Algerian troops enter Mali to fight al-Qaeda

Algerian troops have crossed into Mali to help government forces combat groups affiliated to al-Qaeda, officials and witnesses told Agence France-Press on Tuesday.

“Algerian troops are currently stationed in northern Mali to assist the Malian army in the fight against terrorism,” a high-ranking military official said.

He would not divulge the number of Algerian troops now based in Mali nor the expected length of their stay.

“We know there is a team of instructors of at least 15, including officers,” a diplomatic source said, also on condition of anonymity.

Customs officials told AFP they saw a convoy carrying Algerian military between the northern towns of Kidal and Tessalit, near the Algerian border.


Al-Qaeda-linked groups have been active in Algeria, Mali, Niger and Mauritania for a decade but their activity has picked up since the fall of Muammar Gaddafi scattered the slain Libyan strongman’s arsenal across the region.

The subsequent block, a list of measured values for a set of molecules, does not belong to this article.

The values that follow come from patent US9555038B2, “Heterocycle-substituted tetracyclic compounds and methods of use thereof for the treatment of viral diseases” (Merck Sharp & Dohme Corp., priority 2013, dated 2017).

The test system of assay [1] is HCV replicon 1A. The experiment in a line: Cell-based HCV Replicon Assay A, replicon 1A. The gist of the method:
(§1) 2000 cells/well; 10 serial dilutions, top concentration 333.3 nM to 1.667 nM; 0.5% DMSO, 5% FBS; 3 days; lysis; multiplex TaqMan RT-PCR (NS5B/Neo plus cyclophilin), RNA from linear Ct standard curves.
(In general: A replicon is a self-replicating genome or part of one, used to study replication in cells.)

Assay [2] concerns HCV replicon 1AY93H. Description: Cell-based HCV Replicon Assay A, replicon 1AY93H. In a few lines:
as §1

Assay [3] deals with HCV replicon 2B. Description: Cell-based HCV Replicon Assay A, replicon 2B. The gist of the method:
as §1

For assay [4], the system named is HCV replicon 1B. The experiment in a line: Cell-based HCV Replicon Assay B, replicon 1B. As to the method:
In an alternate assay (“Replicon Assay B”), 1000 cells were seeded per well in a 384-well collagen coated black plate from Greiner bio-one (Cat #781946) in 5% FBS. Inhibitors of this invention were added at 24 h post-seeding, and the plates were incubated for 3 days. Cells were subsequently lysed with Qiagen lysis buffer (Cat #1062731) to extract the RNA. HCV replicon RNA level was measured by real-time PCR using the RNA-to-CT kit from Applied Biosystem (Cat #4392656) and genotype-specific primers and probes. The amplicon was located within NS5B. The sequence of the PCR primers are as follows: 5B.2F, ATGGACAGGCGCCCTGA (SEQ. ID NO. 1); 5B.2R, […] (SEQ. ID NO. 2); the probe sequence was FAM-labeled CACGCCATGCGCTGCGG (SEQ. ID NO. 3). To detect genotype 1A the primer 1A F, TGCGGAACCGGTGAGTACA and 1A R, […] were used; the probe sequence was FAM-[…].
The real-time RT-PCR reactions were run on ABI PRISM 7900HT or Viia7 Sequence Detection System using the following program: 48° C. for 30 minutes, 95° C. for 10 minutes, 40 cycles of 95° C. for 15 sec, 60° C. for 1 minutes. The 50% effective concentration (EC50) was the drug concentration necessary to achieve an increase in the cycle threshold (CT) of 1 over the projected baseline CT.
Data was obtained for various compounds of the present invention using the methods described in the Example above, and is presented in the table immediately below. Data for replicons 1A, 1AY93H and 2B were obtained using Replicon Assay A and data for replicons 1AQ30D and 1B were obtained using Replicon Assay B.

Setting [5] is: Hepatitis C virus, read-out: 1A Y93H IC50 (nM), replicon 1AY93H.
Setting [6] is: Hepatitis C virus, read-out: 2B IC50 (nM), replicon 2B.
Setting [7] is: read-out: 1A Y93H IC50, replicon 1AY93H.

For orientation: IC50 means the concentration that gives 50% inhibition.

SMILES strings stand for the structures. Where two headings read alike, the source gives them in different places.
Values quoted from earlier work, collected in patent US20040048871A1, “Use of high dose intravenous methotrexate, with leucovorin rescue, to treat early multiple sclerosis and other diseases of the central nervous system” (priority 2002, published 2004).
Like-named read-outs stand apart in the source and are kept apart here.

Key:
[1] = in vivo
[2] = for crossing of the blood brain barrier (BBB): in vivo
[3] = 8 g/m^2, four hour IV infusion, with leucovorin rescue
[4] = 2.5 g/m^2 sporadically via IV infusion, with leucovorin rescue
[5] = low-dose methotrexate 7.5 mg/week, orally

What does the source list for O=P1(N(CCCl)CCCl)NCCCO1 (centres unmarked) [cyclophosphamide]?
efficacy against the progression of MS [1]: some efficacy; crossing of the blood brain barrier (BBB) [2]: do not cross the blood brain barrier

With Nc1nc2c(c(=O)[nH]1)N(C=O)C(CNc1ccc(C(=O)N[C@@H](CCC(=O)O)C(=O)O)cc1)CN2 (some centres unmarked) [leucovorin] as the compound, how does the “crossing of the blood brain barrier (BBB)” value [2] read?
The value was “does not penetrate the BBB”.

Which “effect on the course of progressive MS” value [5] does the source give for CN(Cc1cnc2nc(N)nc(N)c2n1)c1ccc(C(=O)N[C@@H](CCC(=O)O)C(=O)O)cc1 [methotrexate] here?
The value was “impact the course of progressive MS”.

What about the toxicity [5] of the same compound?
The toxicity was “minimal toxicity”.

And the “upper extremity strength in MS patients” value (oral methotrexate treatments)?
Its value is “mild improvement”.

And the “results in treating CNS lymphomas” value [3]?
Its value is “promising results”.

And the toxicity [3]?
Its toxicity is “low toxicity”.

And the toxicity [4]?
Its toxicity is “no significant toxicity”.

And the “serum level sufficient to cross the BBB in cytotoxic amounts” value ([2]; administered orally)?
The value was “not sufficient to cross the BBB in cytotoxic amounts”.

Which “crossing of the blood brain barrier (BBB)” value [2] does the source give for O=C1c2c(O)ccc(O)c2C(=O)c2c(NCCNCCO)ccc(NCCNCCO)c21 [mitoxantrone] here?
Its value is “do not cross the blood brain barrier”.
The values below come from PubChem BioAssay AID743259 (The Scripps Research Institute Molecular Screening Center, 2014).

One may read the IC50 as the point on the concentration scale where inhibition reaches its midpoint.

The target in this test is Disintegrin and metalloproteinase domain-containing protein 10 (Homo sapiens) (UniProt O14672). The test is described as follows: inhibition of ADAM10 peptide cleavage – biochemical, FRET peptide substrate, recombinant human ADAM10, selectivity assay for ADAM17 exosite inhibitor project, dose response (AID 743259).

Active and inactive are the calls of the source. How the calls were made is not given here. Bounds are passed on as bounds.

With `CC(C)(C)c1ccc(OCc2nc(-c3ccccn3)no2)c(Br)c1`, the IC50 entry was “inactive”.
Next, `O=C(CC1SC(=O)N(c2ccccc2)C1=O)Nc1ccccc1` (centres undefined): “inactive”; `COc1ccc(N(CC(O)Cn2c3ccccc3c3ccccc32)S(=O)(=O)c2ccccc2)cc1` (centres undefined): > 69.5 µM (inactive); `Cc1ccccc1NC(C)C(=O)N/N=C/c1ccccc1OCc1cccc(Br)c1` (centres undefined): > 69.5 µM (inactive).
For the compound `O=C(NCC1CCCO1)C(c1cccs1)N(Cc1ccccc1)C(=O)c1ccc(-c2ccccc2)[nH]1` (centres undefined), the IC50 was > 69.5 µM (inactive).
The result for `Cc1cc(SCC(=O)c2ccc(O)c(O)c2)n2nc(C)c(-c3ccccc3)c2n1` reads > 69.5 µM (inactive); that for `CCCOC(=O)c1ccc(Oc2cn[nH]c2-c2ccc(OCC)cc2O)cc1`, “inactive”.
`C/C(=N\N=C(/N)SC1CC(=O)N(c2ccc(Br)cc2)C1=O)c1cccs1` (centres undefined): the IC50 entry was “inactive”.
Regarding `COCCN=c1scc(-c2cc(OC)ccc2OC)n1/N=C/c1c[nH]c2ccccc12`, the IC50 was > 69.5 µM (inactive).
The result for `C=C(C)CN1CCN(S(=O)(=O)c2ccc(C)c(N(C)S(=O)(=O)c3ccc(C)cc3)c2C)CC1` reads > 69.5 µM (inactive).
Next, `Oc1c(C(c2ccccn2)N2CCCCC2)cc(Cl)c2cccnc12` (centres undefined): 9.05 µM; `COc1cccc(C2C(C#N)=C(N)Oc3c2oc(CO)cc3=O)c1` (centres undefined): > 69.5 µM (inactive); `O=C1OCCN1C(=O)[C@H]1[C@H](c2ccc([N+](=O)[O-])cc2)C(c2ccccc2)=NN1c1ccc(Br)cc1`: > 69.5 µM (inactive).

Al-Qaeda in the Islamic Maghreb (AQIM) and a splinter group that surfaced earlier this month — the Movement for Oneness and Jihad in West Africa — currently hold 12 European hostages.

In April 2010, the four countries formed a Committee of Joint Chiefs (CEMOC), based in the Algerian town of Tamanrasset, to coordinate their military efforts against AQIM.

CEMOC army chiefs meet every six months but had never yet organised joint patrols, with the smaller countries criticising the group’s powerhouse Algeria for failing to send more help.

Algiers for its part has complained that Mali was the committee’s weak link, blaming Bamako for allowing AQIM to set up bases on its territory and releasing jailed militants in exchange for hostages.

A source close to the Malian defence ministry said a meeting between Malian and Algerian top brass was due to take place in Bamako on Wednesday.

World security analysts have voiced concern that while “al-Qaeda central” has been weakened in 2011, the group’s franchise in Africa could become a new terror hub posing a threat far beyond the four countries currently most affected. — AFP

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